The healthy lawyer effectively manages stress and understands that the legal profession involves a highly stressful environment with long hours and tight deadlines. It is vital to find healthy techniques to cope with stress. Something as simple as a quick break from the issue at hand will help. Over the long term, a lawyer needs a number of vacations a year to just let their brain rest and be occupied with other thoughts.

There are significant issues that can arise if a lawyer does not maintain good overall health. The most obvious is the risk of burnout. Burnout is a state of physical, emotional, and mental exhaustion caused by excessive and prolonged stress. It’s a common problem in our profession, driven by our often-long work hours and high levels of pressure. Burnout can lead to a host of unforeseen consequences, including decreased productivity, decreased job satisfaction, and increased risk of mental-health issues such as depression and anxiety.

Difficulties can arise if a lawyer does not maintain good health, such as lack of focus and concentration. When you are not feeling well, it is difficult to focus on your work and make decisions. This can lead to mistakes and oversights, which can have serious consequences for clients. In addition, it can also lead to decreased efficiency, as it takes longer to complete tasks when you are not feeling your best.

Unhealthiness can also negatively affect personal relationships. If you are sick, it is difficult to be present and engaged in your personal life. This can lead to strained relationships with friends and family, which can further contribute to feelings of stress and anxiety.

A lack of good overall health can also have financial consequences. If you are frequently sick or unable to work due to health issues, you may miss out on income and opportunities. This can be especially problematic for self-employed lawyers, who may not have the same protections and benefits as those who work for a firm.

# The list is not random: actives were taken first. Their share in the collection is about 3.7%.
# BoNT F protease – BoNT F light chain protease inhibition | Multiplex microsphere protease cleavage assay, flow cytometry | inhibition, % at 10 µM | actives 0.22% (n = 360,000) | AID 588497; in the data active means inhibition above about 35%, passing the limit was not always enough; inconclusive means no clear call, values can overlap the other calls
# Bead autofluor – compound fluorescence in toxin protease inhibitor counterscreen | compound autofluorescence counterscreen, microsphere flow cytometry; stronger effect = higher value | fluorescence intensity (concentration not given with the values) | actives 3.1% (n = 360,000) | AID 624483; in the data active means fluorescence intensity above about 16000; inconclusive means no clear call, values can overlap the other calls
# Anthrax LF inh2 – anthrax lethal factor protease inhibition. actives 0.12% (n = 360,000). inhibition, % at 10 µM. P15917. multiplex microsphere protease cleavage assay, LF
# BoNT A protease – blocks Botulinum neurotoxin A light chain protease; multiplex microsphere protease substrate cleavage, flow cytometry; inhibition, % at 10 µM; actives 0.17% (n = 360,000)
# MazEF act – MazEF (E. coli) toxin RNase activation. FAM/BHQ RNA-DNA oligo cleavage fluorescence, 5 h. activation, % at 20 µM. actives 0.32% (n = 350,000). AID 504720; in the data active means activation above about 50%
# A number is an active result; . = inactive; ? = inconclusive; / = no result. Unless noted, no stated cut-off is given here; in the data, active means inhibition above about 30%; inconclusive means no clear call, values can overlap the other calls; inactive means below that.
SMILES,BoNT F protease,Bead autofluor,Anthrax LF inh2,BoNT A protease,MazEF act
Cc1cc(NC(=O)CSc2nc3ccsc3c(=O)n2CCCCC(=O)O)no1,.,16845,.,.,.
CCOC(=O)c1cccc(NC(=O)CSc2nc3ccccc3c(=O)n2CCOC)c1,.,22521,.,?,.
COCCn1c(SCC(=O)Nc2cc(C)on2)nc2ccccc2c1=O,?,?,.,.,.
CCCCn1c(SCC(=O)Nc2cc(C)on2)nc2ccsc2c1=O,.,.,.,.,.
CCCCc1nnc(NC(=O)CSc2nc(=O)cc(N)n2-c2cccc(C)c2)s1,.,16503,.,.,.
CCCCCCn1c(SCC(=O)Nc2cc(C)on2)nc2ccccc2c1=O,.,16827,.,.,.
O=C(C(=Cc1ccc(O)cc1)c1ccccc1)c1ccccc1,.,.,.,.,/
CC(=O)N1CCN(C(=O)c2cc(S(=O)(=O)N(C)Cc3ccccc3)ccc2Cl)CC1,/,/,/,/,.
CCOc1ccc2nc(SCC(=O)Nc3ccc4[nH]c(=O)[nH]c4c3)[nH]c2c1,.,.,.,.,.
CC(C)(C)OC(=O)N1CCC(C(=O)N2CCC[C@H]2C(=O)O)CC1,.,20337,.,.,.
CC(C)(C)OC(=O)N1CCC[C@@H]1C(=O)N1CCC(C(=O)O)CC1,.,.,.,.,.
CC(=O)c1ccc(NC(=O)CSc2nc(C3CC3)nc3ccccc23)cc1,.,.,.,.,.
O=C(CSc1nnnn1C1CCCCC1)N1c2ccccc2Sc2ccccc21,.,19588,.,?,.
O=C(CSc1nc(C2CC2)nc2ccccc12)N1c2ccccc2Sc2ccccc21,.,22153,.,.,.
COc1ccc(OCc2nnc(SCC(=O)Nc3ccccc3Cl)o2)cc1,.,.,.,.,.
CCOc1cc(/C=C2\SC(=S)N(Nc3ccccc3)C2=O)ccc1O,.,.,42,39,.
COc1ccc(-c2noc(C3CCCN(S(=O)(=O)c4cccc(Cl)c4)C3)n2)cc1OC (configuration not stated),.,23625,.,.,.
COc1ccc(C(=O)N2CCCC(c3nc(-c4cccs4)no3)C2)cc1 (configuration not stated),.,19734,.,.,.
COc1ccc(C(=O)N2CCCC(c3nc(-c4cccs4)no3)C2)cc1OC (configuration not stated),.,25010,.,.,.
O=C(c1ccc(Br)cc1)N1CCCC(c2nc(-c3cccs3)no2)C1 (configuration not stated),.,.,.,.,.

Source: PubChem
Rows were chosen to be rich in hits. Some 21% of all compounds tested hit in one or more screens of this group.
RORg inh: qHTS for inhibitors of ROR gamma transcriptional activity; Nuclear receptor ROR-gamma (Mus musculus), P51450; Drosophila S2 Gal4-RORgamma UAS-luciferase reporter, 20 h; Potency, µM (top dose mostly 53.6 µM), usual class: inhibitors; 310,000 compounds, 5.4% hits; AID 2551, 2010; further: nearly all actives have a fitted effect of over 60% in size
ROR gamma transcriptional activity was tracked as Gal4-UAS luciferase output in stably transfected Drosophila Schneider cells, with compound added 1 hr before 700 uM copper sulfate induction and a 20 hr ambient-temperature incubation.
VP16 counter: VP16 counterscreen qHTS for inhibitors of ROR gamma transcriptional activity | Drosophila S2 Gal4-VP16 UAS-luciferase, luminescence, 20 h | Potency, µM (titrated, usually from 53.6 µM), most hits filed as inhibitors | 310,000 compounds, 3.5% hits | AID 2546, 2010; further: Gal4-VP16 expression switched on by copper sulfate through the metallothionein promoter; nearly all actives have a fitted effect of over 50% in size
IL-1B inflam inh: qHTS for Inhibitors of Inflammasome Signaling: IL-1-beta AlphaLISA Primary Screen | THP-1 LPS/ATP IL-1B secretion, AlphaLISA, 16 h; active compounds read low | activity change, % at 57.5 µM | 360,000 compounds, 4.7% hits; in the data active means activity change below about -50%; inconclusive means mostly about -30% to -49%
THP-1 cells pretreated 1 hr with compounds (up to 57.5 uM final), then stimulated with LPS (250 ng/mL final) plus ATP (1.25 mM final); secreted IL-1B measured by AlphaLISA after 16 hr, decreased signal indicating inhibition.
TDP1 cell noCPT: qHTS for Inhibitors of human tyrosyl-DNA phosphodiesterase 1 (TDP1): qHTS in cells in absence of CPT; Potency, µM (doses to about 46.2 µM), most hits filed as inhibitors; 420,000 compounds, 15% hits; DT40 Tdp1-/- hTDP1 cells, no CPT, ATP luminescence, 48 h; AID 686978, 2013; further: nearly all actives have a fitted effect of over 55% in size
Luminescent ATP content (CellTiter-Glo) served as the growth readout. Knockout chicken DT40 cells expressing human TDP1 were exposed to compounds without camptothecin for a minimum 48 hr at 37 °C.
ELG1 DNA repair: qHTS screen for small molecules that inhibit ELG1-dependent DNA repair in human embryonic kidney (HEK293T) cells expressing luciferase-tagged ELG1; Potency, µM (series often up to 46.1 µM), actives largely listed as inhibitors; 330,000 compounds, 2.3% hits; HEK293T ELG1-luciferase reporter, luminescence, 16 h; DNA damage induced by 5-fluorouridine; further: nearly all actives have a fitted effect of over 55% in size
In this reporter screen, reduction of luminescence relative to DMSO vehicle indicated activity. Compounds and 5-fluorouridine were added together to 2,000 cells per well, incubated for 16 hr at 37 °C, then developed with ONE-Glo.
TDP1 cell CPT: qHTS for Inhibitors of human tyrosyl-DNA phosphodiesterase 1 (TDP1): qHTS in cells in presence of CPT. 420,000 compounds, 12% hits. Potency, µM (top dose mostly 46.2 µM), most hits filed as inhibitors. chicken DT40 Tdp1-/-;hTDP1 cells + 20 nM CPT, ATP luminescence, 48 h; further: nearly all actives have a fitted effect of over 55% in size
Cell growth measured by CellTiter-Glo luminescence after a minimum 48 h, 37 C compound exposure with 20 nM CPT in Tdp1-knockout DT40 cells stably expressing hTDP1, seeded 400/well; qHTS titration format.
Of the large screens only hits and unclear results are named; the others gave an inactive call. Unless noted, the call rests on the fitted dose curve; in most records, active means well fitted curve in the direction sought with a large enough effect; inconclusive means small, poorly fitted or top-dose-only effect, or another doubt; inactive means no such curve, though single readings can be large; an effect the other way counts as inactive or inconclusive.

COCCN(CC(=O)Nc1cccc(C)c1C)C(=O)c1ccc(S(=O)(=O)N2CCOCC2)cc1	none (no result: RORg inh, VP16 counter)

Being a healthy lawyer is essential for both personal and professional reasons. It allows you to perform at your best, handle the demands of the legal profession, and provide the best possible service to your clients. By prioritizing your health and well-being, you can sustain a successful and fulfilling career in the legal field.

The Florida Bar cares about your health, but perhaps not in the way you would desire. Rule 3-7.13, Rules Regulating The Florida Bar, allows for a lawyer that is too unhealthy to practice law to be classified as an inactive member and is prohibited from further practice of law, “…even though no misconduct is alleged or proved.” Like everything else in life, if you don’t take action, someone else eventually will, and not necessarily in the manner you would prefer.

Being a healthy lawyer serves you, the courts, and especially those who depend on you and who would actually miss you if you were gone.  Let’s all resolve to be healthy lawyers.

Jim Vickaryous is the managing partner of the Vickaryous Law Firm in Lake Mary and represents the 18th Circuit on The Florida Bar Board of Governors.